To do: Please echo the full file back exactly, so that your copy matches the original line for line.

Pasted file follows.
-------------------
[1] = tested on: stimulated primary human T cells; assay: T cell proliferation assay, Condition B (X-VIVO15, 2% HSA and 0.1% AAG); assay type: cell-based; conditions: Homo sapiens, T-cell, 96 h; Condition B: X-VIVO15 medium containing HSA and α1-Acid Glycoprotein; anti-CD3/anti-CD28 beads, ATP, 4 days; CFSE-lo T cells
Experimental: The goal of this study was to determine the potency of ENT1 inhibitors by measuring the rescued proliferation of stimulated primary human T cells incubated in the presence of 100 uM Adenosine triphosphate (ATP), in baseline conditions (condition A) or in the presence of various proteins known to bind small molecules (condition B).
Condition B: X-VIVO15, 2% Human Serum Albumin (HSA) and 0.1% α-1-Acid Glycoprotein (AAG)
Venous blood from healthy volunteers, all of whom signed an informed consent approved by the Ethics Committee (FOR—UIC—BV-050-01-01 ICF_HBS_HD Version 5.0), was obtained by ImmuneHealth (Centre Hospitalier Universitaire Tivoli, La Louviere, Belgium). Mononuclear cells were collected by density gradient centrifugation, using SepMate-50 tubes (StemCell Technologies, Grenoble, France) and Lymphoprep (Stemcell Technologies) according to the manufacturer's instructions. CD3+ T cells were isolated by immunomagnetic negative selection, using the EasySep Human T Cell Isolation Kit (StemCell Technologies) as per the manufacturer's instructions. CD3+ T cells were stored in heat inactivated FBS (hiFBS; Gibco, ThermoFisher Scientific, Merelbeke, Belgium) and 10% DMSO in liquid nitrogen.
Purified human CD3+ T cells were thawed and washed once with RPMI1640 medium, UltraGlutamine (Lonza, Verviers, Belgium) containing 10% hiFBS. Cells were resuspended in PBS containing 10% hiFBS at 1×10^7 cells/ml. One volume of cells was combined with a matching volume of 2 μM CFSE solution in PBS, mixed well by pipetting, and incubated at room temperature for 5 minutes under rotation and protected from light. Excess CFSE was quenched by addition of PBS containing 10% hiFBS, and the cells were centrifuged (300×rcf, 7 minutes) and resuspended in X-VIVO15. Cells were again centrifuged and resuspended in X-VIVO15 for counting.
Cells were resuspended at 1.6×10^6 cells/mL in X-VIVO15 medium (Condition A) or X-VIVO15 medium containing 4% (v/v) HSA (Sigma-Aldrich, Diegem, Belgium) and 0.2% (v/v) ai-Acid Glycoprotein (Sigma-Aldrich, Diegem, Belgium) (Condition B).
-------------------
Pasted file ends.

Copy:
[1] = tested on: stimulated primary human T cells; assay: T cell proliferation assay, Condition B (X-VIVO15, 2% HSA and 0.1% AAG); assay type: cell-based; conditions: Homo sapiens, T-cell, 96 h; Condition B: X-VIVO15 medium containing HSA and α1-Acid Glycoprotein; anti-CD3/anti-CD28 beads, ATP, 4 days; CFSE-lo T cells
Experimental: The goal of this study was to determine the potency of ENT1 inhibitors by measuring the rescued proliferation of stimulated primary human T cells incubated in the presence of 100 uM Adenosine triphosphate (ATP), in baseline conditions (condition A) or in the presence of various proteins known to bind small molecules (condition B).
Condition B: X-VIVO15, 2% Human Serum Albumin (HSA) and 0.1% α-1-Acid Glycoprotein (AAG)
Venous blood from healthy volunteers, all of whom signed an informed consent approved by the Ethics Committee (FOR—UIC—BV-050-01-01 ICF_HBS_HD Version 5.0), was obtained by ImmuneHealth (Centre Hospitalier Universitaire Tivoli, La Louviere, Belgium). Mononuclear cells were collected by density gradient centrifugation, using SepMate-50 tubes (StemCell Technologies, Grenoble, France) and Lymphoprep (Stemcell Technologies) according to the manufacturer's instructions. CD3+ T cells were isolated by immunomagnetic negative selection, using the EasySep Human T Cell Isolation Kit (StemCell Technologies) as per the manufacturer's instructions. CD3+ T cells were stored in heat inactivated FBS (hiFBS; Gibco, ThermoFisher Scientific, Merelbeke, Belgium) and 10% DMSO in liquid nitrogen.
Purified human CD3+ T cells were thawed and washed once with RPMI1640 medium, UltraGlutamine (Lonza, Verviers, Belgium) containing 10% hiFBS. Cells were resuspended in PBS containing 10% hiFBS at 1×10^7 cells/ml. One volume of cells was combined with a matching volume of 2 μM CFSE solution in PBS, mixed well by pipetting, and incubated at room temperature for 5 minutes under rotation and protected from light. Excess CFSE was quenched by addition of PBS containing 10% hiFBS, and the cells were centrifuged (300×rcf, 7 minutes) and resuspended in X-VIVO15. Cells were again centrifuged and resuspended in X-VIVO15 for counting.
Cells were resuspended at 1.6×10^6 cells/mL in X-VIVO15 medium (Condition A) or X-VIVO15 medium containing 4% (v/v) HSA (Sigma-Aldrich, Diegem, Belgium) and 0.2% (v/v) ai-Acid Glycoprotein (Sigma-Aldrich, Diegem, Belgium) (Condition B).